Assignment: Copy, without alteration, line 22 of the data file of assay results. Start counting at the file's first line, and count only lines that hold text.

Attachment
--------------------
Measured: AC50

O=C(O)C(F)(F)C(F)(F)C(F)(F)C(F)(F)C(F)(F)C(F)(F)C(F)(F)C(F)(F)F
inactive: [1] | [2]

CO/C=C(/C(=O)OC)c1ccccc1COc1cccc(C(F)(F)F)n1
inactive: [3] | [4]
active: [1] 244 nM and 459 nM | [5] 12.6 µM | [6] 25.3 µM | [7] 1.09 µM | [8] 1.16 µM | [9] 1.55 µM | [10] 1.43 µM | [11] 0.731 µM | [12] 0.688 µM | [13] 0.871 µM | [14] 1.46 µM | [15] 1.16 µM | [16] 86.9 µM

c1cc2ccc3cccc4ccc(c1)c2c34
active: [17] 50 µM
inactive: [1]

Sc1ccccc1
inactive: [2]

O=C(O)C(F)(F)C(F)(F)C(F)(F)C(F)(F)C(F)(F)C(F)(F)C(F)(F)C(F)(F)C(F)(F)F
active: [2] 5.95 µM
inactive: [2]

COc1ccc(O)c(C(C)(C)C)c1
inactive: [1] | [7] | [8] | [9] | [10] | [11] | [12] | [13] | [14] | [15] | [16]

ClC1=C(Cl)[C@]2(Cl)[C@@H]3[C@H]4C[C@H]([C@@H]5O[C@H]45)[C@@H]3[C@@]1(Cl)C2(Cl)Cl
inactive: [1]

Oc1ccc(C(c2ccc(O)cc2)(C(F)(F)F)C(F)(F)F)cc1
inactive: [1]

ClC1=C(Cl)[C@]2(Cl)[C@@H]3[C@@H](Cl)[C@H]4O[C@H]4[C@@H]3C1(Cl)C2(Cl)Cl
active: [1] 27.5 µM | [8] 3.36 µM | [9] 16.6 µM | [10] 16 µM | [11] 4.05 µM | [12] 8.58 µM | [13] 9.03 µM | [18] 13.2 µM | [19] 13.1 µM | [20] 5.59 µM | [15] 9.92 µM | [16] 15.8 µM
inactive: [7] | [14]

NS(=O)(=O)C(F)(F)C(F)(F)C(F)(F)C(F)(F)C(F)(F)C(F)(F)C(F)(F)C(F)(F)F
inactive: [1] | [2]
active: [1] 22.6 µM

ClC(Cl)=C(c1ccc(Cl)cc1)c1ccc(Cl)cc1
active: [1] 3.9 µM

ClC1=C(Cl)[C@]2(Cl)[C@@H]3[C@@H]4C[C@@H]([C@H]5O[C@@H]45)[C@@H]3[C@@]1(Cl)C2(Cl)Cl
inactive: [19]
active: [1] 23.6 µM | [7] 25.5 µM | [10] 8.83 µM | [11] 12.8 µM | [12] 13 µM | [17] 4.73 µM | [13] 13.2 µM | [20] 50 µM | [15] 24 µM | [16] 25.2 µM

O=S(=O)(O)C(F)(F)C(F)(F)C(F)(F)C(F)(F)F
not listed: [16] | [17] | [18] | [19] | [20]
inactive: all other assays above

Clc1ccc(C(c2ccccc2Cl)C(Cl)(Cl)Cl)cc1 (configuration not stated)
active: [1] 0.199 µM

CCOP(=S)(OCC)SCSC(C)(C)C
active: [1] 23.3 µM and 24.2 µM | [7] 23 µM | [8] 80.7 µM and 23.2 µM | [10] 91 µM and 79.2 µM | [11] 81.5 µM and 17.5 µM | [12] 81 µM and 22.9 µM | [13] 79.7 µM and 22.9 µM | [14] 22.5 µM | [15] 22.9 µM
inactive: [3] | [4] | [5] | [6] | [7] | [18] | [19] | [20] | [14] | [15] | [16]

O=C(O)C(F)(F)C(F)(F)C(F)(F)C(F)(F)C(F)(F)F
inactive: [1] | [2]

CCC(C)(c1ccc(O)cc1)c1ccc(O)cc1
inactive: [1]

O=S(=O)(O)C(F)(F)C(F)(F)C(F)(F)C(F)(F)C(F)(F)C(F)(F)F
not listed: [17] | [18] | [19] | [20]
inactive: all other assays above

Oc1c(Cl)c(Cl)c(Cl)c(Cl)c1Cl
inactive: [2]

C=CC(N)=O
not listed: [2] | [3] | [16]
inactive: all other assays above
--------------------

active: [1] 27.5 µM | [8] 3.36 µM | [9] 16.6 µM | [10] 16 µM | [11] 4.05 µM | [12] 8.58 µM | [13] 9.03 µM | [18] 13.2 µM | [19] 13.1 µM | [20] 5.59 µM | [15] 9.92 µM | [16] 15.8 µM